I am inclined to respond to Bill Warner’s article ‘Is Nice Muslim a Good Muslim?’ as published on PoliticalIslam.Com on January 7th, 2010. While I assume the writer has intentionally adopted a simplified, ‘1+1=2’ approach to make his message accessible to a wider audience – practical as it was – I found the piece somewhat baffling and misleading in its general claims against what most Muslims actually believe.
Warner begins by stating that “from the stand point of Islam, there is no such thing as a good or bad Muslim, you either are a Muslim or you are not.” That there are no “bad Muslims” implies that even the slightest sin – or any deviation from the teachings of the Qur’an and the Sunnah – can thereby automatically denounce oneself from Islam. I have never heard this claim before, neither from Muslim scholars or non-Muslim scholars of Islam. Islam, like Judaism and Christianity holds key to it the concept of Divine Mercy and provides for its followers ample opportunity to repent, without having to live with the strain of being outcast from the entire creed altogether because of a single “un-Islamic” deed committed. On that logic, many of my Muslim friends would be distraught to learn they lost their religion for not visiting their sickly grandmother one week, or going a little overboard ridiculing their boss’ not-so-subtle toupee’! Muslims are human too: like the rest of us, there are days when they wish they did a better job at claiming the title of a Muslim with all the character and traits that label is supposed to embody.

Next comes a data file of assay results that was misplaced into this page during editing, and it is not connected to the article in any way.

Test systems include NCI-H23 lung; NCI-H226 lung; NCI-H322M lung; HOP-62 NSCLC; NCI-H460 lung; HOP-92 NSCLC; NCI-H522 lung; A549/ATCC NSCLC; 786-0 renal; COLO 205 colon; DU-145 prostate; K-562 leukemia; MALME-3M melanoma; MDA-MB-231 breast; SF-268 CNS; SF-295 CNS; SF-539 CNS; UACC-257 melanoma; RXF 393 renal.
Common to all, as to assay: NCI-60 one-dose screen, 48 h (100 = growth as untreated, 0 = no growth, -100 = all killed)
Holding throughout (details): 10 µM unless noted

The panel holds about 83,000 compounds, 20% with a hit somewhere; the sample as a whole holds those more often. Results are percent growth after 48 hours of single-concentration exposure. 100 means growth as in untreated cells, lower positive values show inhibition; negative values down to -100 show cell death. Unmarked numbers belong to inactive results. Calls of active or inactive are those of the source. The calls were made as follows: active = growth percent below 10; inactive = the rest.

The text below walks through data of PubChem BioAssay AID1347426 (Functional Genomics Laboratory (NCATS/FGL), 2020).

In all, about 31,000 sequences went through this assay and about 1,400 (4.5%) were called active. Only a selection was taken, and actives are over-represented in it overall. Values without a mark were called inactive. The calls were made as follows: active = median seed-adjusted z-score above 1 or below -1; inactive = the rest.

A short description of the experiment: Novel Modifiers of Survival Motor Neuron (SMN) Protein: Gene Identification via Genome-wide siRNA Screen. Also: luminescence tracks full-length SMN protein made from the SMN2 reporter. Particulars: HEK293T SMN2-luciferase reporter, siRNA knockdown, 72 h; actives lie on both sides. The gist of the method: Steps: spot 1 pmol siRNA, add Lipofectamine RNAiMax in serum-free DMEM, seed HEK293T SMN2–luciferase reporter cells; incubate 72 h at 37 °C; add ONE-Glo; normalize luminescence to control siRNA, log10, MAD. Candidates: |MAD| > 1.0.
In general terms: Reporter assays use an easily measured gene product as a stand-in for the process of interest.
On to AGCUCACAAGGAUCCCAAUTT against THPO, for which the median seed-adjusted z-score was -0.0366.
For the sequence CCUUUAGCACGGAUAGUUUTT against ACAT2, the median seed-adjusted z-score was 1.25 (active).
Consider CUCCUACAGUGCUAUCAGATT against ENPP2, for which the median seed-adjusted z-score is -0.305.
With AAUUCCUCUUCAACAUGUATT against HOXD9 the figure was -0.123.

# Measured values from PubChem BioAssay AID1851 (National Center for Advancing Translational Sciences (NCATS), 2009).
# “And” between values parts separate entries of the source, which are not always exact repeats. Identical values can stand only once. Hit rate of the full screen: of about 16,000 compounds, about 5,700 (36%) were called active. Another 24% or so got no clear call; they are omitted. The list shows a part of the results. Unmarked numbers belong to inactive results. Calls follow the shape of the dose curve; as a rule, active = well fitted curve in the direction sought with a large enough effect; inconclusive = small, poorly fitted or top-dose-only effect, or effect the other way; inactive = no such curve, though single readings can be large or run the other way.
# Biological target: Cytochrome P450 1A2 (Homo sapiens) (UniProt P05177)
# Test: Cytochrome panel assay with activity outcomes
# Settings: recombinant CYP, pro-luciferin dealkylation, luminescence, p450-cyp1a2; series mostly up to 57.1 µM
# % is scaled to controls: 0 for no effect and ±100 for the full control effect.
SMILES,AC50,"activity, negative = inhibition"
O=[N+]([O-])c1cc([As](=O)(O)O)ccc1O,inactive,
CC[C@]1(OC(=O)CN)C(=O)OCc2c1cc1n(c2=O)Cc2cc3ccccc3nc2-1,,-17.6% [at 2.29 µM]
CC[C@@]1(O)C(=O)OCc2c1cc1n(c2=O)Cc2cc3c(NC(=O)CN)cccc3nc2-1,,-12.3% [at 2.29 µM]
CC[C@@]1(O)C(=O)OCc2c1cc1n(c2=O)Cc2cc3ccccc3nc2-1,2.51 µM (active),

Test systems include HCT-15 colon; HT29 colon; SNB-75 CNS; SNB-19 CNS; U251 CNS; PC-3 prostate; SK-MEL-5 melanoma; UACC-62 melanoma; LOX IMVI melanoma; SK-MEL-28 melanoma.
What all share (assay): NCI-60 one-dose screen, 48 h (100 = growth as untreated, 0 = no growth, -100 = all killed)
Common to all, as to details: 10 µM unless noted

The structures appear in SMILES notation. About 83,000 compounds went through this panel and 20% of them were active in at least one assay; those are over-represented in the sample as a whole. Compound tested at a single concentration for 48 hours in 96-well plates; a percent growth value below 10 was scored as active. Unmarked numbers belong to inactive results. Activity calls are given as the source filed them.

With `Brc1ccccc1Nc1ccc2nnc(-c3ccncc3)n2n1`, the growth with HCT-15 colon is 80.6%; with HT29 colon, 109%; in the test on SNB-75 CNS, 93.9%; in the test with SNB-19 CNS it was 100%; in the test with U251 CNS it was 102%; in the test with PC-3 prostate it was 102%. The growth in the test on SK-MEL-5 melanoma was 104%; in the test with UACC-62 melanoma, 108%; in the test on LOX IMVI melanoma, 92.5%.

By rejecting the idea of a “bad Muslim”, Warner thereby intends to show that any Muslim who does not commit atrocities like that of the Ft. Hood massacre is either not a real Muslim, or has the genuine propensity to kill at any given minute. This dualism is misinformed and dangerous at best: indeed, the majority of mainstream Muslim scholars have endorsed fatwas that denounce terrorism and have deemed it impermissible for a Muslim to declare anyone an apostate as a means to justify the use of violence against them. Furthermore, 93% of Muslims think the attacks of 9/11 were completely unjustified, the remaining 7% have been cited to have political justifications – not religious ones – for their support for violence.
There are factual errors with regards to Warner’s understanding of the Qur’an and the Sunnah that – in effect – fail to support his hypothesis that all Muslims are really cold-blooded, “kafir“-hating murderers (or self-hating ones, if most peaceful Muslims are “kafir-Muslims” as Warner puts it). Throughout my own reading of the Qur’an I have discovered that it is untrue that 61% of the Book is about kuffar – the correct plural form of kafir – but rather about God, His creation and stories of previous prophets. And in fact, the Qur’an does indeed contain a Golden Rule pertaining to judging others people’s beliefs. This verse is perhaps one of the most powerful matter-of-fact commandments in the Muslim Holy Book: There shall be no compulsion in religion. The right direction is henceforth distinct from error (Qur’an 2:256). There are other such examples of the Golden Rule in verses 16:89, 18:29, 83:1-3 and 49:3.